20 not the same as the average outcomes of the treatments because of the correlation between the costs and QALYs in the model. To address this, the ERG weighted the costs and QALYs for each individual treatment, the results of which were provided as commercial in confidence by the manufacturer and therefore cannot be presented here. Overall, the ERG considered that the use of a blended comparator hides the effects of changes in the model because the different individual treatments may have different treatment effects compared with placebo The ERG reviewed how disability progression was captured in the manufacturer's model. It noted that the model used the London Ontario data set (published in 1989) for predicting the initial distribution of EDSS and natural history progression of relapsing remitting multiple without treatment. The ERG stated that previous NICE technology appraisals have questioned the applicability of the London Ontario data set because of changes in multiple care and because it did not collect data on patients whose condition improved to a better EDSS state over time. The ERG noted that a substantial proportion of patients in the TEMSO trial who experienced SAD later improved. It also considered that the initial EDSS states and transition probabilities were taken from a population with more severe disease than the population in which teriflunomide is expected to be used. The ERG therefore conducted analyses to explore each of the following: using the initial EDSS distribution from the TEMSO and TOWER trials using the TEMSO and TOWER data to estimate disability progression in 2 analyses: patients with active relapsing remitting multiple, and patients with secondary progressive multiple using alternative rates of conversion from relapsing remitting multiple to secondary progressive multiple based on the London Ontario data set, calculated by the ERG. With the patient access scheme discount was applied, teriflunomide dominated Rebif and the blended comparator for each of these disability progression scenarios. NICE All rights reserved. Last modified June 2014 Page 20 of 58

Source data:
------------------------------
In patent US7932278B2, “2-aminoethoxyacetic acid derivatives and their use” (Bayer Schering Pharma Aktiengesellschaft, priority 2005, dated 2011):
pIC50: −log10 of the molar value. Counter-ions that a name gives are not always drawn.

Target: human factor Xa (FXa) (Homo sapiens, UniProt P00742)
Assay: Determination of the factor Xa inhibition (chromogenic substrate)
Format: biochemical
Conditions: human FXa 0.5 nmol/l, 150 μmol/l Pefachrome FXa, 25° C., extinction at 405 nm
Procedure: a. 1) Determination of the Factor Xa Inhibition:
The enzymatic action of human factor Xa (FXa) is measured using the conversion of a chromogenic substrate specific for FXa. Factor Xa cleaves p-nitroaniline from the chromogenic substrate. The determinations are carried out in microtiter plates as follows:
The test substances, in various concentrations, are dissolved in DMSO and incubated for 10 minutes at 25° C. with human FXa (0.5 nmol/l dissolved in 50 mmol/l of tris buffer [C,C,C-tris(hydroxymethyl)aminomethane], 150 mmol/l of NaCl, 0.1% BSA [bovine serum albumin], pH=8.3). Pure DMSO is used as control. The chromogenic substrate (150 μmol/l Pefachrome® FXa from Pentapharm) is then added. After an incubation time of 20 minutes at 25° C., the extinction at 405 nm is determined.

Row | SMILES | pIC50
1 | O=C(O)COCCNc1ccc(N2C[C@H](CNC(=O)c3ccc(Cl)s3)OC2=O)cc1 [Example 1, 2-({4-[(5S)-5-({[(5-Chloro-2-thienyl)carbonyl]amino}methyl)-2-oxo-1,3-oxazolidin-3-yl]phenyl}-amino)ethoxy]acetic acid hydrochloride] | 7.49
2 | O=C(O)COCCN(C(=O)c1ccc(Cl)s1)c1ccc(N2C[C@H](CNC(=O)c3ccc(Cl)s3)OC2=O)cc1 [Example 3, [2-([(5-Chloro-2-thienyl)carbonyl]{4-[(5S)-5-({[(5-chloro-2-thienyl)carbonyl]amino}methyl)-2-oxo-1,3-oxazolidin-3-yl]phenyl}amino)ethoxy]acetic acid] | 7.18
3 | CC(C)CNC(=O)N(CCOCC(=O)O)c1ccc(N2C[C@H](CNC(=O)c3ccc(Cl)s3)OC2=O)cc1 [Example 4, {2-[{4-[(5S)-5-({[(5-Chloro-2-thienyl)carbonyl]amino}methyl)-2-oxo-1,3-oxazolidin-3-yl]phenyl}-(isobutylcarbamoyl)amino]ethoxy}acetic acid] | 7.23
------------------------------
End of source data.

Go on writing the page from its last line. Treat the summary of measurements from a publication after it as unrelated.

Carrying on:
21 3.36 The ERG noted that the effect of treatment on disability progression was estimated from the manufacturer's base-case MTC (post-2000), and stated that these data were not robust because a large number of studies were excluded (by selecting only studies post-2000) and because of the heterogeneity across the included studies (see sections 3.28 to 3.30). The ERG highlighted the following concerns: Betaferon was estimated to be less effective at slowing disability progression compared with best supportive care. The estimate of 3-month SAD for teriflunomide compared with Rebif-44 from the base-case MTC (post-2000) appeared to be more favourable towards teriflunomide compared with the direct head-to-head evidence in TENERE. The blended comparator masked treatment effects and subsequently favoured teriflunomide compared with each of the beta interferons individually The ERG conducted scenario analyses to explore the impact of different treatment effects. Firstly, it used the TENERE trial data, rather than MTC data, to estimate the relative treatment effect for teriflunomide compared with Rebif-44. Secondly, it tested the assumption that there was no difference in treatment effect between teriflunomide and Rebif-44. Finally the 'all years' MTC data were used to estimate the relative treatment effect of teriflunomide. Applying the patient access scheme price in these exploratory analyses, teriflunomide dominated the blended comparator or Rebif-44 in all scenarios The ERG commented on the utility values used in the model. It noted that the manufacturer's base case used values derived from a 2005 UK multiple survey (Orme et al. 2007), which have been criticised in previous NICE technology appraisals because of the low response rates, selection bias, unrepresentative population and patient-reported level of severity. The ERG noted that the TEMSO trial had collected health-related quality-of-life data using EQ-5D, although only for EDSS states 0 6. The ERG noted that the utility values from TEMSO were higher for all EDSS states than the estimates taken from Orme et al., which were the lowest values identified in the manufacturer's literature review. The ERG considered the utility values from TEMSO to be more applicable to the treatment population because TEMSO NICE All rights reserved. Last modified June 2014 Page 21 of 58